Originally posted by princeton12321
I agree with the above poster that QM2 is overengineered for what she does, both in machinery and size. Especially considering she doesn't do 6 day crossings anymore. That accounts for some of why she feels more spacious. But the biggest reason is that she was never built to go through the Panama Canal like Viking ships and pretty much all other cruise ships were. This means she's considerably wider than virtually any other ship you sail on. It has a lot to do with how she "feels" inside.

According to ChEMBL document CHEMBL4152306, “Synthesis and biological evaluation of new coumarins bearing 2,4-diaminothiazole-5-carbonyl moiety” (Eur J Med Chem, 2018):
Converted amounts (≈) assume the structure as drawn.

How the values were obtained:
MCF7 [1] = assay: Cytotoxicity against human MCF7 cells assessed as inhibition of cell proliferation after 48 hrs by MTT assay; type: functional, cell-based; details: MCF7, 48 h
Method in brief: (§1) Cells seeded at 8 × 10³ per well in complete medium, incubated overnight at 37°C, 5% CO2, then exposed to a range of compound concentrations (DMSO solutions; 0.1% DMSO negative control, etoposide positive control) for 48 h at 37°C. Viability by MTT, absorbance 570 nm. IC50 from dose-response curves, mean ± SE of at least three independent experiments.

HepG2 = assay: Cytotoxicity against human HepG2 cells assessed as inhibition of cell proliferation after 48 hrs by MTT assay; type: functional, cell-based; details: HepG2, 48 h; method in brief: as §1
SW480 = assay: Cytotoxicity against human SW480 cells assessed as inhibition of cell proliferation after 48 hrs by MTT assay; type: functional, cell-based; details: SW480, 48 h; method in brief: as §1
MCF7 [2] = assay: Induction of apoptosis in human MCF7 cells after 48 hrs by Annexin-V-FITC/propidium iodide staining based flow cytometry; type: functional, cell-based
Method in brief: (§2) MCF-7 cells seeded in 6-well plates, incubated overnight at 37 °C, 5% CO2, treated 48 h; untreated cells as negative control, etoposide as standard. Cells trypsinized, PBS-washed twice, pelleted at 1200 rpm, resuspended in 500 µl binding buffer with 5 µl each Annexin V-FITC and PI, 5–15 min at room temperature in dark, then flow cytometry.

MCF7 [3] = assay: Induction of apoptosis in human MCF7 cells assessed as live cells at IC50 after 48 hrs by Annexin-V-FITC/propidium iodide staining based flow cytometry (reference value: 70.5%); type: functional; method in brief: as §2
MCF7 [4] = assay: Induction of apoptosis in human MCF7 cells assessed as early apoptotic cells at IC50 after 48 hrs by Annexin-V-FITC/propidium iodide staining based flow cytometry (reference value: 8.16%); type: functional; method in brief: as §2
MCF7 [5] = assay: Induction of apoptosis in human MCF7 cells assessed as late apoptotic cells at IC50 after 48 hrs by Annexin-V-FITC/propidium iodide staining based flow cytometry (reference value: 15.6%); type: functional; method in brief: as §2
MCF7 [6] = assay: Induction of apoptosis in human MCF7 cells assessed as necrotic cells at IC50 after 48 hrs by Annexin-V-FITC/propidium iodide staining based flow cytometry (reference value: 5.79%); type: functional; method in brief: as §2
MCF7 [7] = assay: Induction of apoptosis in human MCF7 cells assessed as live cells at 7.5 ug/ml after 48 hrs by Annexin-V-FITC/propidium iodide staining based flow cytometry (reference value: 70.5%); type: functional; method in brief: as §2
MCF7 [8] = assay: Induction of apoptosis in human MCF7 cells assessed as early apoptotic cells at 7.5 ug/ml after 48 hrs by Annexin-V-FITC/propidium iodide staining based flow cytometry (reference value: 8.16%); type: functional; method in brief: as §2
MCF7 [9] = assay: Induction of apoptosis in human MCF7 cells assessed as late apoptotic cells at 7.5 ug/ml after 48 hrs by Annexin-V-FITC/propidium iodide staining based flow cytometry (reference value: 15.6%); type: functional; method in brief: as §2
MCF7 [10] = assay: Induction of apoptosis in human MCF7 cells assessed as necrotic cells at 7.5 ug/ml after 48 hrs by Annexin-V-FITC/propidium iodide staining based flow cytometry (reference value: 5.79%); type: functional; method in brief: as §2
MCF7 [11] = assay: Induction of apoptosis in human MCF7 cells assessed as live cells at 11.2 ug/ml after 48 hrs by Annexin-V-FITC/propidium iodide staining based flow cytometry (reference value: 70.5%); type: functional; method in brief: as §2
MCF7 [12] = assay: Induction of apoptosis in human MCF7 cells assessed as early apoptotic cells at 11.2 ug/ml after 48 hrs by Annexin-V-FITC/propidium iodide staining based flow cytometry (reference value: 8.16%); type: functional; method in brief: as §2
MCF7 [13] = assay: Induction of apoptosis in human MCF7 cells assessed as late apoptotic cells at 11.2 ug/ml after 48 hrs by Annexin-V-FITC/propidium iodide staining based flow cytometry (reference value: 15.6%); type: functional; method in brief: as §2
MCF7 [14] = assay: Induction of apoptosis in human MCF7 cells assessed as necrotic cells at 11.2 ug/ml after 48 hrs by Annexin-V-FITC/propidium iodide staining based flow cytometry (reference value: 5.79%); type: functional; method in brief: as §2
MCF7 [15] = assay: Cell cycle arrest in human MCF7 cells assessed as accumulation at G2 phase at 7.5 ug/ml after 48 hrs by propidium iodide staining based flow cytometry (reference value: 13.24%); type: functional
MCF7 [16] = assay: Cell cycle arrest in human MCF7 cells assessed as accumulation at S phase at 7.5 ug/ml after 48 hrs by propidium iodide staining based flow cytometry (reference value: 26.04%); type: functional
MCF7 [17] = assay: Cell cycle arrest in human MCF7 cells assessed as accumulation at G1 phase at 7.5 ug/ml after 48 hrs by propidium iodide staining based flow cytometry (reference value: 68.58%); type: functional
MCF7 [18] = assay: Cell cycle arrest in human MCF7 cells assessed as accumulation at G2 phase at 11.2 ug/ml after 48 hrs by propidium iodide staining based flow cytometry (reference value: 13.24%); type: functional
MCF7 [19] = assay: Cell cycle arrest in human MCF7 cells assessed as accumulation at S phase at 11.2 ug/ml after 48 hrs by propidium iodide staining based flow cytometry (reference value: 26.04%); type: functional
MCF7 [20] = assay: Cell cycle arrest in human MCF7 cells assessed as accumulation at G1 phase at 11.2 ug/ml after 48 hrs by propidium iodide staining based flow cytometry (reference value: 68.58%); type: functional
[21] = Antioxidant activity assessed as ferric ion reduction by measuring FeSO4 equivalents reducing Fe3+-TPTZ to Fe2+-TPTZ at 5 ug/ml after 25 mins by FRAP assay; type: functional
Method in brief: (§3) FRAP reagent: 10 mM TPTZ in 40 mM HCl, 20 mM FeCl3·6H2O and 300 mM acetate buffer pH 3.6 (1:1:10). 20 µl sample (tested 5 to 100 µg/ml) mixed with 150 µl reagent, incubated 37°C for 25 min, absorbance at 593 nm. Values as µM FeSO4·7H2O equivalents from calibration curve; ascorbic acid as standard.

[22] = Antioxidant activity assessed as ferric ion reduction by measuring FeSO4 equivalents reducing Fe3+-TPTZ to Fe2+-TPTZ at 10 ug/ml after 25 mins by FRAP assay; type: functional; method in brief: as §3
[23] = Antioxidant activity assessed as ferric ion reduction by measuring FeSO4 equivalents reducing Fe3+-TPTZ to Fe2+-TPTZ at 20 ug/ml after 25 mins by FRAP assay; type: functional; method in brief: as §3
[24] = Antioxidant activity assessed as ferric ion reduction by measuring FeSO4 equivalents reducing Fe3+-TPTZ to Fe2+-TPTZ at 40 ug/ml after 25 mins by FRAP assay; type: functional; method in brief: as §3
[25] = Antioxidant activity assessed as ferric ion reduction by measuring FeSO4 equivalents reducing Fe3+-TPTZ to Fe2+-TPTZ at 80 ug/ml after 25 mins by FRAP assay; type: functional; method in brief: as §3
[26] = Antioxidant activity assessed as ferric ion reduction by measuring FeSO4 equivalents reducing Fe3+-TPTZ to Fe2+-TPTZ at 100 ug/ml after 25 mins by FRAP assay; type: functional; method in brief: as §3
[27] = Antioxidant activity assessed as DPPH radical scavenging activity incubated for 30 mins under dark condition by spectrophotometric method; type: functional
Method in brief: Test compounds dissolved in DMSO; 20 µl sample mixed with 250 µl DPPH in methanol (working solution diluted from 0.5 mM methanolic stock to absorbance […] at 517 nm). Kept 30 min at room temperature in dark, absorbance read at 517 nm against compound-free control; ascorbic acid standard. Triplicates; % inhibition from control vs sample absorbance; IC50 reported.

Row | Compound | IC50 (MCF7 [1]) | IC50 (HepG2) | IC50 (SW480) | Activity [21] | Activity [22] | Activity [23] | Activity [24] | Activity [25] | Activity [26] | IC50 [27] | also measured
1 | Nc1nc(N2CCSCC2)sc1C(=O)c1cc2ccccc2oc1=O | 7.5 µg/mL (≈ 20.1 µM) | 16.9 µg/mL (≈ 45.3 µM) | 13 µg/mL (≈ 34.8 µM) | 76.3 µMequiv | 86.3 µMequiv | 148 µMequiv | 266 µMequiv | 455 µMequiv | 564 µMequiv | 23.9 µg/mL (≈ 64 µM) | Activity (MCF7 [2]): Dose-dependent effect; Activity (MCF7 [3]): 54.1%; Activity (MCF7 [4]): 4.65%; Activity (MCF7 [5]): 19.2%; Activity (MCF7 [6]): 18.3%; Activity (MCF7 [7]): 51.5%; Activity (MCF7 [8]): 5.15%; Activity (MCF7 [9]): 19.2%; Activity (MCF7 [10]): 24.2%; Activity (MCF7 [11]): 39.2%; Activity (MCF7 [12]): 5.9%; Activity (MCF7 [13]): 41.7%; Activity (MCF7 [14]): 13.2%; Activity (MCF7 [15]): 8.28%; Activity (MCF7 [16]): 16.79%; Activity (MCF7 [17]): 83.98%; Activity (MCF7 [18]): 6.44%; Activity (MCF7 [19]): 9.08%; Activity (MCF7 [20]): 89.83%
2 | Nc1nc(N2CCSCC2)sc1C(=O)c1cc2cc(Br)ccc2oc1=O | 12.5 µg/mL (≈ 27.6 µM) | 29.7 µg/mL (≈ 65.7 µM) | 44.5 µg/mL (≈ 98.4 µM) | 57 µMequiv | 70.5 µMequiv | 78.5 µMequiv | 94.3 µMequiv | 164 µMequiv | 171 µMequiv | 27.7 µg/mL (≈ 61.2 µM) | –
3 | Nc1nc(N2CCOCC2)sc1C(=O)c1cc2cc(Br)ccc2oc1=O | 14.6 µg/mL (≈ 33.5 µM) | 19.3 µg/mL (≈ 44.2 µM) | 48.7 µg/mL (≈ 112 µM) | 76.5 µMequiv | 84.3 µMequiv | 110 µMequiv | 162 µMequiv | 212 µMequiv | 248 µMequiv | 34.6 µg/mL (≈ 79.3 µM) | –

I would say the QM2 is engineered to perfection for her role as an Atlantic liner, whether doing it in 6 days or 7. The extra size allows the diversity of venues needed to keep passengers occupied over 7 days with no port stops, provides extra stability for comfort, and makes her better able to deal with harsh weather. Her power plant is probably the closest thing to a design flaw (if 6 days is taken to be the target crossing time) but it has been explained why the GTs were used as a trade off (use up less internal space for ducting) and on 7 day crossings it provides a plentiful backup of reserve speed should the need arise for time to be made up. Even by the time QM2 was being designed and built there were quite a few cruise ships beginning to be built post-Panamax, and QM2 is now of reasonably average beam (cruise ships tend to be shorter and wider, so similarly sized vessels will often have greater beams).